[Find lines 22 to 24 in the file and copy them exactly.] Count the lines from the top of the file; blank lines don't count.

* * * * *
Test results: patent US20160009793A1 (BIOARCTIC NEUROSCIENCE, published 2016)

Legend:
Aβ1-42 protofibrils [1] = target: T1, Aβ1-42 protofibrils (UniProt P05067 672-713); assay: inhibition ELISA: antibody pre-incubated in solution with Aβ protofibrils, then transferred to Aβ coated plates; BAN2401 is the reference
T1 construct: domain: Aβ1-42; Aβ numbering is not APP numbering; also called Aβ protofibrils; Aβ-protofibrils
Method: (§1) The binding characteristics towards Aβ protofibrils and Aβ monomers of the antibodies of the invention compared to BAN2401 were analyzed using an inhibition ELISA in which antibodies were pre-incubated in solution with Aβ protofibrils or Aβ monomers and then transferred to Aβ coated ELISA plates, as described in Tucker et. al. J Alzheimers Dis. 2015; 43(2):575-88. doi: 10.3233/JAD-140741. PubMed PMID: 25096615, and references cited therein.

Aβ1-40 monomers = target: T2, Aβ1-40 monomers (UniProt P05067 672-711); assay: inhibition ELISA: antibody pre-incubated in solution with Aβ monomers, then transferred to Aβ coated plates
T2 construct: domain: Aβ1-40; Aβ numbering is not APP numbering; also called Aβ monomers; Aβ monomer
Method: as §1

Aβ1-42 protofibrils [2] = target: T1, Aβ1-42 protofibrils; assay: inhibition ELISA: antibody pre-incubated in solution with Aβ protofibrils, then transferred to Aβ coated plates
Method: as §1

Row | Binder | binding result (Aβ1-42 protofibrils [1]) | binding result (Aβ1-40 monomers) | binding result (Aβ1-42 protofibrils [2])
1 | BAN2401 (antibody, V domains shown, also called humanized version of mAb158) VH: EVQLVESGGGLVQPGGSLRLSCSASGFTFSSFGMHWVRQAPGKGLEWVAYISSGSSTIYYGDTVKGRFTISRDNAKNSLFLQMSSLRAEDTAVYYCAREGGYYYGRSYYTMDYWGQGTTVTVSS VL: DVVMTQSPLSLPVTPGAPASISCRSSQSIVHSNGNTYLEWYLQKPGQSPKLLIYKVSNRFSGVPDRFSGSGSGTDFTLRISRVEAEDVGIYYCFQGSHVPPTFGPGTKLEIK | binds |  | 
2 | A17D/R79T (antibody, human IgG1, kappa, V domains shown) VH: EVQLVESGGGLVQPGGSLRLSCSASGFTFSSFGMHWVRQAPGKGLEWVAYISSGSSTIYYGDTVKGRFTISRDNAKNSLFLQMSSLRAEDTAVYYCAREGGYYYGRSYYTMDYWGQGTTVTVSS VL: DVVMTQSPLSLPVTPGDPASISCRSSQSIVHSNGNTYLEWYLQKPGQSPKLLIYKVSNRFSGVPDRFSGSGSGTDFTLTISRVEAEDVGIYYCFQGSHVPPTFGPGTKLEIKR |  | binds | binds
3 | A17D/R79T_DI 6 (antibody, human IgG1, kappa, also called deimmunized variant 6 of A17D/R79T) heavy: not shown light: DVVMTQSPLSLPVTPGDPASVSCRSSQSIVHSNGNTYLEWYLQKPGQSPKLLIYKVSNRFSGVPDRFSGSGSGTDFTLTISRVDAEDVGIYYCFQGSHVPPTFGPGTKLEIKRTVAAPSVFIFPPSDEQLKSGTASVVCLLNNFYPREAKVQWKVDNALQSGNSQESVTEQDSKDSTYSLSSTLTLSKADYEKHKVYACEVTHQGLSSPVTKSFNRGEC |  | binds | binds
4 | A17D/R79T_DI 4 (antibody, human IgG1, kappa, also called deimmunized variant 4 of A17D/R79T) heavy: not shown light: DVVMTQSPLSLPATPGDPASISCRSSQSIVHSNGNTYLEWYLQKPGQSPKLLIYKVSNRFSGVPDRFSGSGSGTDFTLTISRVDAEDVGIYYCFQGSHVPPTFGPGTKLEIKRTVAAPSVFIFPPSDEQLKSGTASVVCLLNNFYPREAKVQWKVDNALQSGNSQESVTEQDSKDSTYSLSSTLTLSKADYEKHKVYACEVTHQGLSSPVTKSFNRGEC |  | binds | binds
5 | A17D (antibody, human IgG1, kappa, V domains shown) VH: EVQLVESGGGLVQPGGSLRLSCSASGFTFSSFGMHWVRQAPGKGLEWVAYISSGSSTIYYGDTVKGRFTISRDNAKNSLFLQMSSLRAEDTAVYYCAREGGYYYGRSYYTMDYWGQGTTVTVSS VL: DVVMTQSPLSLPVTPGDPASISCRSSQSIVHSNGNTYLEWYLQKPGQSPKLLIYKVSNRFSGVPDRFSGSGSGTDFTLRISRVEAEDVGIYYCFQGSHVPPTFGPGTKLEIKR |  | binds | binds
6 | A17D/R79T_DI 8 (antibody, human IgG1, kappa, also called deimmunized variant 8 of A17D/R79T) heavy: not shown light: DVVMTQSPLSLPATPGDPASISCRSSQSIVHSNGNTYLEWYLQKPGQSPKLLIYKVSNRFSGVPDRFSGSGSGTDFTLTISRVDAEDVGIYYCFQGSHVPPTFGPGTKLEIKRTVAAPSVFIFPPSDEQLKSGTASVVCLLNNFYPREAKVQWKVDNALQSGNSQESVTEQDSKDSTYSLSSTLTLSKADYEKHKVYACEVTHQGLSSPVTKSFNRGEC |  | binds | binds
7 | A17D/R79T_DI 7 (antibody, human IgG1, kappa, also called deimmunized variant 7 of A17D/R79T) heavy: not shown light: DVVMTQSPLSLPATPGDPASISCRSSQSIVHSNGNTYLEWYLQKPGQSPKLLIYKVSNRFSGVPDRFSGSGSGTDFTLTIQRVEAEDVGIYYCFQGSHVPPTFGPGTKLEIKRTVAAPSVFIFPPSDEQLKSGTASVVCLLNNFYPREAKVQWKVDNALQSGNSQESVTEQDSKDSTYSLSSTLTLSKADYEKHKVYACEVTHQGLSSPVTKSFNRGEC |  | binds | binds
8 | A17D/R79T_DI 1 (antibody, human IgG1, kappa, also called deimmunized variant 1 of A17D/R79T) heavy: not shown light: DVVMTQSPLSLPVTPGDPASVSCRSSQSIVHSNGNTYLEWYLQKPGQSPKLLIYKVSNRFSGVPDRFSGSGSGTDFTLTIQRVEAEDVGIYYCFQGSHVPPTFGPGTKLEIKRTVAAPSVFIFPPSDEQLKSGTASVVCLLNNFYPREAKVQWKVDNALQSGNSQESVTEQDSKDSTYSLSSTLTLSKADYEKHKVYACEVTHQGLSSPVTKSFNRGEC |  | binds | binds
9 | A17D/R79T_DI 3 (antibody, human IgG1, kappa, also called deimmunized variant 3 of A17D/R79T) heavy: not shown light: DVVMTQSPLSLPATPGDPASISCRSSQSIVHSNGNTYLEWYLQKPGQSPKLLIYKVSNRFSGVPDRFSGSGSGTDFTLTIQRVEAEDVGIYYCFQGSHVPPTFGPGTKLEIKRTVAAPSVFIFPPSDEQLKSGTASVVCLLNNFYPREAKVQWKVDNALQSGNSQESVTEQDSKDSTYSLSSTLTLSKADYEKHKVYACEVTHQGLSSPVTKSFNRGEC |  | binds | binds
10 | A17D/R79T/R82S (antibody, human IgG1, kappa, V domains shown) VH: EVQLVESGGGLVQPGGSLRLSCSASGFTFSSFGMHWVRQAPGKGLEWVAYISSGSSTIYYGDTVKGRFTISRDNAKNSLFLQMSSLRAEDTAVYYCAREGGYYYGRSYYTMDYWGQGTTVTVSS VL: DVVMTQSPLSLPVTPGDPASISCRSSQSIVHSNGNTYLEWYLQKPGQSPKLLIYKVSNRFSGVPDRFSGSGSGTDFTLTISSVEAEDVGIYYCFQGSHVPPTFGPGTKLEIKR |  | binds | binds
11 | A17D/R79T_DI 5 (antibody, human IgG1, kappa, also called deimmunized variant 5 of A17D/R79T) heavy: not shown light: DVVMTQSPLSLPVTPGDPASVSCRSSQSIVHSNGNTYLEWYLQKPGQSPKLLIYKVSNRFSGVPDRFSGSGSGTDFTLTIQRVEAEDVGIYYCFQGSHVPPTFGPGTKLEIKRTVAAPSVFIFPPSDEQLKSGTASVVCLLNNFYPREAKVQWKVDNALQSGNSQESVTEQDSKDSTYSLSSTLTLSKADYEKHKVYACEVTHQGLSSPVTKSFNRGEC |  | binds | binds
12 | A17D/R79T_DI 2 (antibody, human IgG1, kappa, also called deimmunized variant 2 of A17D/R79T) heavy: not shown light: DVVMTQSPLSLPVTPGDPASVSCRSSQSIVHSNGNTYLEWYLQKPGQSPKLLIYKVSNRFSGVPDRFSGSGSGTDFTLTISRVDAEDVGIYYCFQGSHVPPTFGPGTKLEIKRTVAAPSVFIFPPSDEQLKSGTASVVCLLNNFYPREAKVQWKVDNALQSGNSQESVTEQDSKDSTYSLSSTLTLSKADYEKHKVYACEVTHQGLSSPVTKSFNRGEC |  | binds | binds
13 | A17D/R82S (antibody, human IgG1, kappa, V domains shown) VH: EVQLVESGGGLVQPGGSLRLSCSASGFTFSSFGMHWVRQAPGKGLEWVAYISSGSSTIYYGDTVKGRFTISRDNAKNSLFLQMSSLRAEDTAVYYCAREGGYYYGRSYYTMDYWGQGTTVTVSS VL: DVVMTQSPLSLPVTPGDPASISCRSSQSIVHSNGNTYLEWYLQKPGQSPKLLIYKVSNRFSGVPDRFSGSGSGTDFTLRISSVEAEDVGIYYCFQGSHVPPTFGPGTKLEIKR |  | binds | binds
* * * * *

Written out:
11 | A17D/R79T_DI 5 (antibody, human IgG1, kappa, also called deimmunized variant 5 of A17D/R79T) heavy: not shown light: DVVMTQSPLSLPVTPGDPASVSCRSSQSIVHSNGNTYLEWYLQKPGQSPKLLIYKVSNRFSGVPDRFSGSGSGTDFTLTIQRVEAEDVGIYYCFQGSHVPPTFGPGTKLEIKRTVAAPSVFIFPPSDEQLKSGTASVVCLLNNFYPREAKVQWKVDNALQSGNSQESVTEQDSKDSTYSLSSTLTLSKADYEKHKVYACEVTHQGLSSPVTKSFNRGEC |  | binds | binds
12 | A17D/R79T_DI 2 (antibody, human IgG1, kappa, also called deimmunized variant 2 of A17D/R79T) heavy: not shown light: DVVMTQSPLSLPVTPGDPASVSCRSSQSIVHSNGNTYLEWYLQKPGQSPKLLIYKVSNRFSGVPDRFSGSGSGTDFTLTISRVDAEDVGIYYCFQGSHVPPTFGPGTKLEIKRTVAAPSVFIFPPSDEQLKSGTASVVCLLNNFYPREAKVQWKVDNALQSGNSQESVTEQDSKDSTYSLSSTLTLSKADYEKHKVYACEVTHQGLSSPVTKSFNRGEC |  | binds | binds
13 | A17D/R82S (antibody, human IgG1, kappa, V domains shown) VH: EVQLVESGGGLVQPGGSLRLSCSASGFTFSSFGMHWVRQAPGKGLEWVAYISSGSSTIYYGDTVKGRFTISRDNAKNSLFLQMSSLRAEDTAVYYCAREGGYYYGRSYYTMDYWGQGTTVTVSS VL: DVVMTQSPLSLPVTPGDPASISCRSSQSIVHSNGNTYLEWYLQKPGQSPKLLIYKVSNRFSGVPDRFSGSGSGTDFTLRISSVEAEDVGIYYCFQGSHVPPTFGPGTKLEIKR |  | binds | binds